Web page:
FDA Approves Drug Combo for Gastric/GEJ Adenocarcinoma

November 6, 2014
Dave Levitan
Dave Levitan

The FDA approved ramucirumab (Cyramza) in combination with paclitaxel for treating patients with advanced gastric or gastroesophageal junction adenocarcinoma.

The US Food and Drug Administration (FDA) approved the monoclonal anti-VEGFR2 antibody ramucirumab (Cyramza) in combination with paclitaxel for the treatment of patients with advanced gastric or gastroesophageal junction (GEJ) adenocarcinoma. This follows an approval in April of this year for these malignancies that were refractory to or progressive following first-line treatment with platinum-based or fluoropyrimidine chemotherapy.

The new approval, which came out of an orphan drug designation by the FDA, is based on a large study of 655 patients with previously-treated advanced or metastatic gastric or GEJ adenocarcinoma. Patients received either the combination of ramucirumab and paclitaxel (330 patients) or placebo with paclitaxel (335 patients). The median overall survival was 9.6 months with ramucirumab and 7.4 months with placebo, yielding a hazard ratio (HR) of 0.81 (95% CI, 0.68-0.96; P = .017).

Progression-free survival was also significantly improved with ramucirumab. The HR for progression-free survival was 0.64 (95% CI, 0.54-0.75; P < .001).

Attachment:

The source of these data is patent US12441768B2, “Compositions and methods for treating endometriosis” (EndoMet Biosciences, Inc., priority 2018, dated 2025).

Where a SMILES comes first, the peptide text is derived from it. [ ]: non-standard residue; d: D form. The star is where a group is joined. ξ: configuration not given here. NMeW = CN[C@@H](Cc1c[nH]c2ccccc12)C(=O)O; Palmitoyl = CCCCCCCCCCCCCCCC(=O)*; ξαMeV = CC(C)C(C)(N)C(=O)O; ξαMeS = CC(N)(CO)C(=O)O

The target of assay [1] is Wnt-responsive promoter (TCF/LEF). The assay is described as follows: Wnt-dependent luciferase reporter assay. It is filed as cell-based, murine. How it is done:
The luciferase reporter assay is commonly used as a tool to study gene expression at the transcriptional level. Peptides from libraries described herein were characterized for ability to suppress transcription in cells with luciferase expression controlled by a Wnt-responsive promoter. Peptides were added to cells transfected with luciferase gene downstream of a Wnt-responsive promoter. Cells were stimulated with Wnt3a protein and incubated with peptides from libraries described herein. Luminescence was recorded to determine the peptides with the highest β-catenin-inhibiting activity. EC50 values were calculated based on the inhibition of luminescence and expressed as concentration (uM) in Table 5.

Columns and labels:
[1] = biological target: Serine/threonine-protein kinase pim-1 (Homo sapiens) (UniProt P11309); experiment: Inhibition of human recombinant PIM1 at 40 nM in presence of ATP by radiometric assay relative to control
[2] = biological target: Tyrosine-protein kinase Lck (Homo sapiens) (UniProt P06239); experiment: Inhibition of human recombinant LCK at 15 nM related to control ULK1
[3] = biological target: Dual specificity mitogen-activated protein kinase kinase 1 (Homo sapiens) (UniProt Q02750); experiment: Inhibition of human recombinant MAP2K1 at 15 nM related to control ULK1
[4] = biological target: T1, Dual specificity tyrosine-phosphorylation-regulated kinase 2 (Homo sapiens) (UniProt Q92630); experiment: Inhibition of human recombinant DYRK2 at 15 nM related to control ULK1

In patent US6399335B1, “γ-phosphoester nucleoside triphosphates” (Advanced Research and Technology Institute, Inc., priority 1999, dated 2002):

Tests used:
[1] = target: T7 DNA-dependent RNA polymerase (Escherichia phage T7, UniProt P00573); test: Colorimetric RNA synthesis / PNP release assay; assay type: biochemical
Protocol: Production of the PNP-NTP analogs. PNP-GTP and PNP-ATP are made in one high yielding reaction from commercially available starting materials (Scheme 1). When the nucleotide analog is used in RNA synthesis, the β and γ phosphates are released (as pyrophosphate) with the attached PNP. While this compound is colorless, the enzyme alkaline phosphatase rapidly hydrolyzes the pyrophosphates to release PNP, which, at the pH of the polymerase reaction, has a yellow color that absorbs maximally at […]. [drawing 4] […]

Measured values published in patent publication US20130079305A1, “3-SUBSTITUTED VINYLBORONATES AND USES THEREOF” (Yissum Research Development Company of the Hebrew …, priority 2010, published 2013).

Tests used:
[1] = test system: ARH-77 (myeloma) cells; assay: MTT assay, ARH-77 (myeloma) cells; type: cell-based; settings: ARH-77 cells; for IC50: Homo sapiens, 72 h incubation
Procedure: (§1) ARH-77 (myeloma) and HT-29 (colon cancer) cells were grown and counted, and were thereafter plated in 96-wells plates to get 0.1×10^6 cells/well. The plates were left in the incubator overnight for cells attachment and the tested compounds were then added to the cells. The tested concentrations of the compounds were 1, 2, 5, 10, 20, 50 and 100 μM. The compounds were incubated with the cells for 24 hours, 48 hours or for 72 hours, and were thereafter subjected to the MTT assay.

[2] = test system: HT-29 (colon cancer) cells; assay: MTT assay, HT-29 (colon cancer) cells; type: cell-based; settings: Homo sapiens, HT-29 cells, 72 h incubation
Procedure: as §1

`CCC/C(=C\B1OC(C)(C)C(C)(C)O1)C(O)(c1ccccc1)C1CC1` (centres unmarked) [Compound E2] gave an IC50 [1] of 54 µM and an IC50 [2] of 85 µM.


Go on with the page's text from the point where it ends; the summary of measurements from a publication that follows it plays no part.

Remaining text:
Among 656 patients who received at least one dose of the study drug, the most frequent adverse events were fatigue/asthenia, neutropenia, diarrhea, and epistaxis. The most common serious adverse events with ramucirumab were neutropenia (3.7% of patients) and febrile neutropenia (2.4% of patients).

These results were initially presented at the 2014 American Society of Clinical Oncology Gastrointestinal Cancers Symposium in January. At the time, the lead author Hansjochen Wilke, MD, of the Kliniken Essen-Mitte in Germany said the 2-month improvement in overall survival was “an astonishingly good result in such a challenging patient population. The result was statistically significant and also clinically meaningful.”

Ramucirumab hasn’t been completely successful in treating these malignancies, however. The combination drug seems to make an important difference, as results presented at the 2014 ASCO Annual Meeting showed: adding ramucirumab to the FOLFOX regimen did not delay progression among patients with untreated advanced gastric or esophageal adenocarcinoma. The drug did provide a longer progression-free survival and improved disease control rate in certain patients, however.

Ramucirumab, an angiogenesis inhibitor, in combination with other agents such as docetaxel has also shown promise in other malignancies including nonsmall-cell lung cancer. It is currently under investigation in other cancers including advanced liver cancer and other solid tumors.